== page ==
For the second consecutive day, the Supreme Court heard a case in which marriage equality advocates argued that state laws banning same-sex matrimony deserve “heightened scrutiny,” and should be struck down if the Court finds they violate the Constitution. Today’s argument in Windsor v. United States focused on the Defense of Marriage Act (DOMA), the federal law that denies same-sex couples the same rights that heterosexual married couples enjoy.
Edith Windsor — who married Thea Spyer, her partner of 40 years, in Canada in 2007 — is suing the government for the $363,000 she had to pay in estate taxes after Spyer died. Married heterosexual couples do not pay such taxes on assets inherited from spouses.
Justice Anthony Kennedy — who as in the Proposition 8 case heard yesterday is expected to be the deciding vote in the DOMA case, if the court finds it has jurisdiction — seemed to express that DOMA may make the federal government too “intertwined with citizens’ daily lives.”
For the second day in a row, the scene in front of the Court was chaotic with supporters and opponents of equal marriage energetically demonstrating. On social media, tens of thousands joined in by showing their support of same-sex couples by using the “equal” sign as their profile picture.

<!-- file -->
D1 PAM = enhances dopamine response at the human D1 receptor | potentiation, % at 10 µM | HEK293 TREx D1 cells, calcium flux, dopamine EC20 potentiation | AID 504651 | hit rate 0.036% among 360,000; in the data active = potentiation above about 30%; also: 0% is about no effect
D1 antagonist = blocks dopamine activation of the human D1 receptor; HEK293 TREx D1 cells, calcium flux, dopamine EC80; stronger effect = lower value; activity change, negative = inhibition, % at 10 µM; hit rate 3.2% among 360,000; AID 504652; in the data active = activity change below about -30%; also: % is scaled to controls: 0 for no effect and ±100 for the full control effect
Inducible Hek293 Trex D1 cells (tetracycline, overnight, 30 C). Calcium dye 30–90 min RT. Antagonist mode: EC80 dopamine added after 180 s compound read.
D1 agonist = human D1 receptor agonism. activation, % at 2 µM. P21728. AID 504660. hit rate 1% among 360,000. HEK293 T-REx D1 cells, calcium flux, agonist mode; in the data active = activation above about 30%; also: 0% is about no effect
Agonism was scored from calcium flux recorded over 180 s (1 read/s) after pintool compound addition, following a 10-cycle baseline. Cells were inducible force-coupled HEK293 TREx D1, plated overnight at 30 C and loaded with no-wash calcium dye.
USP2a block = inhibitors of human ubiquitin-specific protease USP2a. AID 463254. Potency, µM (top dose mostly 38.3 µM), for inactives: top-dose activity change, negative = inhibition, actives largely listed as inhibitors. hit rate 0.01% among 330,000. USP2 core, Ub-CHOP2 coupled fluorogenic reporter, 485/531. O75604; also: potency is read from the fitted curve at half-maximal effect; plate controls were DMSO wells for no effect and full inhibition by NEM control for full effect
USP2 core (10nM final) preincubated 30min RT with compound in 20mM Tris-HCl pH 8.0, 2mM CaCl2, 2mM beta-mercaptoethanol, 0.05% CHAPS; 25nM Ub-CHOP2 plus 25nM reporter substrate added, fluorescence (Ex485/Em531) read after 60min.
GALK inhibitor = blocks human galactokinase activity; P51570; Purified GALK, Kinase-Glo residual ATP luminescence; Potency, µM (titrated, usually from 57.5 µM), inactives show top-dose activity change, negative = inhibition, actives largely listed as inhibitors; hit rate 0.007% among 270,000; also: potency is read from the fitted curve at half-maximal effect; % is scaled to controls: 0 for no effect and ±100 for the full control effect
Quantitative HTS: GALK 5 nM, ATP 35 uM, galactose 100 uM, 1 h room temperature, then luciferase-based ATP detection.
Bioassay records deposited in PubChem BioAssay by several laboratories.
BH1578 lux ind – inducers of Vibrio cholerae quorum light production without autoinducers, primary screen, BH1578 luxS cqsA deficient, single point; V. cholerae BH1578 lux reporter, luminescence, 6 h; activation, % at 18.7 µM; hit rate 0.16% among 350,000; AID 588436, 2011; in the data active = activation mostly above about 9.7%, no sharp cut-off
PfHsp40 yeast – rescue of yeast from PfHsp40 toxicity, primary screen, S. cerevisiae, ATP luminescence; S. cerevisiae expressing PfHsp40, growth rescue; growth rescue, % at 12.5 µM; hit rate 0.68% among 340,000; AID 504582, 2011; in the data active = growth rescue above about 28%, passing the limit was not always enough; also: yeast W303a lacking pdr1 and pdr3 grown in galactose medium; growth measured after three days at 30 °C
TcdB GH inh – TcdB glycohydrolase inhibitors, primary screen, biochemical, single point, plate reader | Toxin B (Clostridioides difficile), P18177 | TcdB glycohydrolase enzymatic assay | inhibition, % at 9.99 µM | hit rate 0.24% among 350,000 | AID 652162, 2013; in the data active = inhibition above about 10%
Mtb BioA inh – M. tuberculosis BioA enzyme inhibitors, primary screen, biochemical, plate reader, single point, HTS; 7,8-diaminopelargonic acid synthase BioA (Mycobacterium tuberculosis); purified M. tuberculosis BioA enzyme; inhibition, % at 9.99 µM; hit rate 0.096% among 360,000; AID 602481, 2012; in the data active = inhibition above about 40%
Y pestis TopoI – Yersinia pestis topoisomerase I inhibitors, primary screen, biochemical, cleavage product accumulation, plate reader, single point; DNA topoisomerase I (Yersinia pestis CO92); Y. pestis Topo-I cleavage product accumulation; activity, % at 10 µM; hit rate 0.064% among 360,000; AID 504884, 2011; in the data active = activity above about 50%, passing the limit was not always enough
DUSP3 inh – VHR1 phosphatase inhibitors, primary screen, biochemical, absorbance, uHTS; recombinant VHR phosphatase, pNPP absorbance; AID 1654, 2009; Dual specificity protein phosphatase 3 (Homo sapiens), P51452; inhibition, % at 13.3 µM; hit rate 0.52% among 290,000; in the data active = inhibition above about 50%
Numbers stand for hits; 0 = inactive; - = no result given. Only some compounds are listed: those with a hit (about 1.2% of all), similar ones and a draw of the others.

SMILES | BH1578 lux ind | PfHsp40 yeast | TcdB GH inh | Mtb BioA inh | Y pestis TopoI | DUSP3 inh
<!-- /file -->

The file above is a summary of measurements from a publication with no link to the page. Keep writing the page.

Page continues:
Also for the second day in row, the opening argument revolved around jurisdiction. Today’s argument took on the complex issues presented by the president’s decision to have his Justice Department continue to enforce a law that he has decided is not Constitutional.
Two conservative justices sprayed criticism at President Obama for deciding that the Justice Department would not defend DOMA in front of the Court.
“If he has made a determination that executing the law by enforcing the terms is unconstitutional, I don’t see why he doesn’t have the courage of his convictions and execute not only the statute, but do it consistent with his view of the Constitution, rather than saying, oh, we’ll wait till the Supreme Court tells us we have no choice,” Chief Justice John Roberts said.
The Court appointed attorney Vicki Jackson to argue that they did not have jurisdiction to hear the case. Being forced to do this did not please Justice Antonin Scalia.
“I’m wondering if we’re living in this new world where the attorney general can simply decide, yeah, it’s unconstitutional, but it’s not so unconstitutional that I’m not willing to enforce it,” he said. “If we’re in this new world, I don’t want these cases like this to come before this Court all the time.”